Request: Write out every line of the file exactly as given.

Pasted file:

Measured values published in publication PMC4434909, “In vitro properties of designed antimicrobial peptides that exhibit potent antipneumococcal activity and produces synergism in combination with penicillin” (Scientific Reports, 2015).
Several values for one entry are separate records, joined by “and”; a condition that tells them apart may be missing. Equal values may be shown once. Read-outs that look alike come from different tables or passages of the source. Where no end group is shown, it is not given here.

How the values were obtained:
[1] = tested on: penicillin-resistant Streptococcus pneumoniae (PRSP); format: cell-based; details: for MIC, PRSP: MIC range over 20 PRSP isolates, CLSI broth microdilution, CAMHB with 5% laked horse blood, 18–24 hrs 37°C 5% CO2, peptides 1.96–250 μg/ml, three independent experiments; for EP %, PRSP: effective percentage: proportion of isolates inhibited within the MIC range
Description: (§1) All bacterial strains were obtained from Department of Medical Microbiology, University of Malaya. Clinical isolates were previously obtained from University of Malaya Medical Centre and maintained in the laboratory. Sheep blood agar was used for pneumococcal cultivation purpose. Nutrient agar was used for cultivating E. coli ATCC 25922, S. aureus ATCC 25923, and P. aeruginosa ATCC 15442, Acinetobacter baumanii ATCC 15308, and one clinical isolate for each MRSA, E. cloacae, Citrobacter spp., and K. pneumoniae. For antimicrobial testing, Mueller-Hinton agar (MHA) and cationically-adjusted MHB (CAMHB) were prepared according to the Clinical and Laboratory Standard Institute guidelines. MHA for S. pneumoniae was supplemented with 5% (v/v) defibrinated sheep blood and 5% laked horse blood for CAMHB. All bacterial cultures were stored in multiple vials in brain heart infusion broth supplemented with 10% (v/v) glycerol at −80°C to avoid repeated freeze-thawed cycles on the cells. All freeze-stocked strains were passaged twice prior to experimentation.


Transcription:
Measured values published in publication PMC4434909, “In vitro properties of designed antimicrobial peptides that exhibit potent antipneumococcal activity and produces synergism in combination with penicillin” (Scientific Reports, 2015).
Several values for one entry are separate records, joined by “and”; a condition that tells them apart may be missing. Equal values may be shown once. Read-outs that look alike come from different tables or passages of the source. Where no end group is shown, it is not given here.

How the values were obtained:
[1] = tested on: penicillin-resistant Streptococcus pneumoniae (PRSP); format: cell-based; details: for MIC, PRSP: MIC range over 20 PRSP isolates, CLSI broth microdilution, CAMHB with 5% laked horse blood, 18–24 hrs 37°C 5% CO2, peptides 1.96–250 μg/ml, three independent experiments; for EP %, PRSP: effective percentage: proportion of isolates inhibited within the MIC range
Description: (§1) All bacterial strains were obtained from Department of Medical Microbiology, University of Malaya. Clinical isolates were previously obtained from University of Malaya Medical Centre and maintained in the laboratory. Sheep blood agar was used for pneumococcal cultivation purpose. Nutrient agar was used for cultivating E. coli ATCC 25922, S. aureus ATCC 25923, and P. aeruginosa ATCC 15442, Acinetobacter baumanii ATCC 15308, and one clinical isolate for each MRSA, E. cloacae, Citrobacter spp., and K. pneumoniae. For antimicrobial testing, Mueller-Hinton agar (MHA) and cationically-adjusted MHB (CAMHB) were prepared according to the Clinical and Laboratory Standard Institute guidelines. MHA for S. pneumoniae was supplemented with 5% (v/v) defibrinated sheep blood and 5% laked horse blood for CAMHB. All bacterial cultures were stored in multiple vials in brain heart infusion broth supplemented with 10% (v/v) glycerol at −80°C to avoid repeated freeze-thawed cycles on the cells. All freeze-stocked strains were passaged twice prior to experimentation.